The Ugly Duchess by Eloisa James - Read Online
The Ugly Duchess
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Editor’s Note

“A Winning Romance...”Shakespearean influence abounds in this Regency-period romance. As the duckling-turned-swan heroine wins her prince’s heart, she’ll win yours too.
Scribd Editor


“Eloisa James is extraordinary.”
—Lisa Kleypas

“Nothing gets me to the bookstore faster than a new novel by Eloisa James.”
—Julia Quinn

New York Times bestselling author Eloisa James gives the classic Hans Christian Andersen story of “The Ugly Duckling” a wonderful, witty, and delightfully passionate twist. The Ugly Duchess is another fairytale inspired romance from the unparalleled storyteller whose writing, author Teresa Medieros raves, “is truly scrumptious.” A sexy and fun historical romance, James’s winning tale of a glorious reawakening does not feature ducks and swans—rather it’s a charming story of a young woman unaware of her own beauty, suddenly duty-bound to wed the dashing gentleman who has always been her platonic best friend…until now.

Published: HarperCollins on
ISBN: 9780062197962
List price: $6.99
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The Ugly Duchess - Eloisa James

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Part One



March 18, 1809

45 Berkeley Square

The London residence of the Duke of Ashbrook

"You’ll have to marry her. I don’t care if you think of her as a sister: from now on, she’s the Golden Fleece to you."

James Ryburn, Earl of Islay, and heir to the Duchy of Ashbrook, opened his mouth to say something, but a mixture of fury and disbelief choked the words.

His father turned and walked toward the far wall of the library, acting as if he’d said nothing particularly out of the ordinary. We need her fortune to repair the Staffordshire estate and pay a few debts, or we’re going to lose it all, this town house included.

What have you done? James spat the words. A terrible feeling of dread was spreading through his limbs.

Ashbrook pivoted. "Don’t you dare speak to me in that tone!"

James took a deep breath before answering. One of his resolutions was to master his temper before turning twenty—and that birthday was a mere three weeks away. Excuse me, Father, he managed. Exactly how did the estate come to be in such precarious straits? If you don’t mind my asking.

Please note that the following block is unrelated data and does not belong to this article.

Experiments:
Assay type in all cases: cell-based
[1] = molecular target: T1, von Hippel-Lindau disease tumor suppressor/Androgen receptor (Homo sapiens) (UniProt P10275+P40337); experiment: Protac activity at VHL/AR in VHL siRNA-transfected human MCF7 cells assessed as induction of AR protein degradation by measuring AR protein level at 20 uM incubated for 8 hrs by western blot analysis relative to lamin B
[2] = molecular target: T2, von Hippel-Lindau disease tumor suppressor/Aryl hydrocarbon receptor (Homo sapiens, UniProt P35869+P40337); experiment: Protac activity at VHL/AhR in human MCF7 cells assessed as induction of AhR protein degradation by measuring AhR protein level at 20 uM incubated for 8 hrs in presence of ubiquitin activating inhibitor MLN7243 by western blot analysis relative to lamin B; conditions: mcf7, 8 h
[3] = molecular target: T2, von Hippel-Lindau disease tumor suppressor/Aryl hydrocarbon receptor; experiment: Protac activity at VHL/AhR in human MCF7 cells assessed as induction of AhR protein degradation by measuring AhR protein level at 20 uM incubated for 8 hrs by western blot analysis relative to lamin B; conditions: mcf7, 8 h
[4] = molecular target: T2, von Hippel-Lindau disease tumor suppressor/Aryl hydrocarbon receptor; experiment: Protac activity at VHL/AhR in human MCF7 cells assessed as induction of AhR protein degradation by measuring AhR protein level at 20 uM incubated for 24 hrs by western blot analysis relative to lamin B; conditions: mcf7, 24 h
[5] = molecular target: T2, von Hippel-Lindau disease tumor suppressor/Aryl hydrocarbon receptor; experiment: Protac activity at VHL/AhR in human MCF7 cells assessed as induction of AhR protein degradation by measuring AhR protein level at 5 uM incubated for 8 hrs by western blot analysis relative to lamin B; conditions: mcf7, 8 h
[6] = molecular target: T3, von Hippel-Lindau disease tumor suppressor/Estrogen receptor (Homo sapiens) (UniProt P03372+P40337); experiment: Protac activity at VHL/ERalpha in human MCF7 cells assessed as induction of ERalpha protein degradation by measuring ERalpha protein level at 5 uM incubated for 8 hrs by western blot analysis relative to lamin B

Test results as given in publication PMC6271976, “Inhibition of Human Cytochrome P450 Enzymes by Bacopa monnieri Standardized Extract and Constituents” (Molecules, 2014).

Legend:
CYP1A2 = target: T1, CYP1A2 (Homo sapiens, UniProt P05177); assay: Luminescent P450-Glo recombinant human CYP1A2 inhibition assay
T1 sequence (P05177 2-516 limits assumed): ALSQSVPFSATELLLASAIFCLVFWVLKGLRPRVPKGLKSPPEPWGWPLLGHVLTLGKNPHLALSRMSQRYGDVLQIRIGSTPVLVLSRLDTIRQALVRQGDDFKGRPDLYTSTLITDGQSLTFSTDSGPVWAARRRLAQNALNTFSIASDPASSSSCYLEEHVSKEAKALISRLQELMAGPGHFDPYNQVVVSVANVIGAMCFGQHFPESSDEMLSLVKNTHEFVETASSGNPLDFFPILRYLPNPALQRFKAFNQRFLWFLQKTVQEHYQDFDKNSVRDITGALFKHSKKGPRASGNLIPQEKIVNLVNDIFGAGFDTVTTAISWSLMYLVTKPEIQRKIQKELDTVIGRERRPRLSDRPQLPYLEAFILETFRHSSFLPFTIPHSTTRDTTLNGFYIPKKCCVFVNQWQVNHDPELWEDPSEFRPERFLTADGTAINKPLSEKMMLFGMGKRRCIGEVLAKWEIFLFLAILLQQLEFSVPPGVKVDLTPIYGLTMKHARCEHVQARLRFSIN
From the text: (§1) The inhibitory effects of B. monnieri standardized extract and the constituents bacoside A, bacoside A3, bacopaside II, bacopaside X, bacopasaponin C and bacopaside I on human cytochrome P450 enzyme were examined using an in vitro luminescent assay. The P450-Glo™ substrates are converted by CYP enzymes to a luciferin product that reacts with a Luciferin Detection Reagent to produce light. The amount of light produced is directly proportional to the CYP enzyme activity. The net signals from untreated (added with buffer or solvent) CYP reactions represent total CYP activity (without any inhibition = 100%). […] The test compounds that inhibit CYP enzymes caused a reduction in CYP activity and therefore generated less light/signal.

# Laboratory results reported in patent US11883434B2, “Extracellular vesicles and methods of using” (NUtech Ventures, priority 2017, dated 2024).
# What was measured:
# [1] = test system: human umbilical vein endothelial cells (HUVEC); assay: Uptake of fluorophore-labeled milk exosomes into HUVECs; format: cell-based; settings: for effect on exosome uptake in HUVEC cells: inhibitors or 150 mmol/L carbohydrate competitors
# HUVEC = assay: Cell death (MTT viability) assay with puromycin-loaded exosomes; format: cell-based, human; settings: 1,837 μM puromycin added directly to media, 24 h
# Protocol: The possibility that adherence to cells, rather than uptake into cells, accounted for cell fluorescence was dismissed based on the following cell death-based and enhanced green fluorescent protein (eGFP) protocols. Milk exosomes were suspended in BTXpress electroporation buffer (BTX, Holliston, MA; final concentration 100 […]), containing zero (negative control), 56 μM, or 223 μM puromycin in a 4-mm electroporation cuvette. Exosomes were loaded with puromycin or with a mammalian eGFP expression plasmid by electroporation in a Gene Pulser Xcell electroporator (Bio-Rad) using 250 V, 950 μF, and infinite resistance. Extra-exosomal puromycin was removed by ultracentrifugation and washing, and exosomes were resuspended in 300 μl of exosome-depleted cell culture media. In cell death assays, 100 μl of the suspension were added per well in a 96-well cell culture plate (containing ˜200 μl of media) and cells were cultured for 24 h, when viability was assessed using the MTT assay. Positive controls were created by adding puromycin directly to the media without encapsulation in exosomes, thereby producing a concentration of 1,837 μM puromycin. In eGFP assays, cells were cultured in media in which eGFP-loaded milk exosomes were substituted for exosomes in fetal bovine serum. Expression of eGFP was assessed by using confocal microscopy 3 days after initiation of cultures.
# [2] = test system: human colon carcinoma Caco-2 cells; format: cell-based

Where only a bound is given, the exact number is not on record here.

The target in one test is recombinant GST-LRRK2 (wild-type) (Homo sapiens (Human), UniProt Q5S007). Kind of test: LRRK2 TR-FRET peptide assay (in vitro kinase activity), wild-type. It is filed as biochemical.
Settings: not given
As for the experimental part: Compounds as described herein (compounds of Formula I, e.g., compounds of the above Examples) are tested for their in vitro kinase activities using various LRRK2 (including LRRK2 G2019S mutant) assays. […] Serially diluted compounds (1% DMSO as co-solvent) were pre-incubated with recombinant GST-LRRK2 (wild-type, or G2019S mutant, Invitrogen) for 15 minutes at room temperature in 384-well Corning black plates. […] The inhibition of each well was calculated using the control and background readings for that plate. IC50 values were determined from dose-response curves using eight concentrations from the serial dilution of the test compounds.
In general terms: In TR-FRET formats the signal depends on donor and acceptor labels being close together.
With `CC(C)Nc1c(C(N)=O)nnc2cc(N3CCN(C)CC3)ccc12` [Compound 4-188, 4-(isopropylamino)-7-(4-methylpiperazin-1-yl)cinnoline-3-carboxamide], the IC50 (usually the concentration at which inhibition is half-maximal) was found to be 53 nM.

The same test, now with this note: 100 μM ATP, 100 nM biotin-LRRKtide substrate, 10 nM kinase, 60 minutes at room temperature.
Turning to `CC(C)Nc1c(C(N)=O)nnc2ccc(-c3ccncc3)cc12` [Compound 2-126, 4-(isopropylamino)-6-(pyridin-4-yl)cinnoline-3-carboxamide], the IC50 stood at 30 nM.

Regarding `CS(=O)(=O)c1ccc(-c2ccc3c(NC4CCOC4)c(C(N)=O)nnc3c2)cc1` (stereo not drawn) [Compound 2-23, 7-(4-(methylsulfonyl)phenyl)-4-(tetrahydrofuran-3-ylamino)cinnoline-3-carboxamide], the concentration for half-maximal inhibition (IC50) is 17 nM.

I do mind your asking. The duke stared back at his only son, his long, aquiline nose quivering with anger. James came by his temper naturally: he had inherited it directly from his irascible, reckless father.

In that case, I will bid you good day, James said, keeping his tone even.

Not unless you’re going downstairs to make eyes at that girl. I turned down an offer for her hand this week from Briscott, who’s such a simpleton that I didn’t feel I need tell her mother. But you know damn well her father left the decision over who marries the girl to her mother—

I have no knowledge of the contents of Mr. Saxby’s will, James stated. And I fail to see why that particular provision should cause you such annoyance.

Because we need her damned fortune, Ashbrook raged, walking to the fireplace and giving the unlit logs a kick. You must convince Theodora that you’re in love with her, or her mother will never agree to the match. Just last week, Mrs. Saxby inquired about a few of my investments in a manner that I did not appreciate. Doesn’t know a woman’s place.

I will do nothing of the sort.

You will do exactly as I instruct you.

"You’re instructing me to woo a young lady whom I’ve been raised to treat as a sister."

Hogwash! You may have rubbed noses a few times as children, but that shouldn’t stop you from sleeping with her.

I cannot.

For the first time the duke looked a trifle sympathetic. Theodora is no beauty. But all women are the same in the—

"Do not say that, James snapped. I am already appalled; I do not wish to be disgusted as well."

His father’s eyes narrowed and a rusty color rose in his cheeks, a certain sign of danger. Sure enough, Ashbrook’s voice emerged as a bellow. I don’t care if the chit is as ugly as sin, you’ll take her. And you’ll make her fall in love with you. Otherwise, you will have no country house to inherit. None!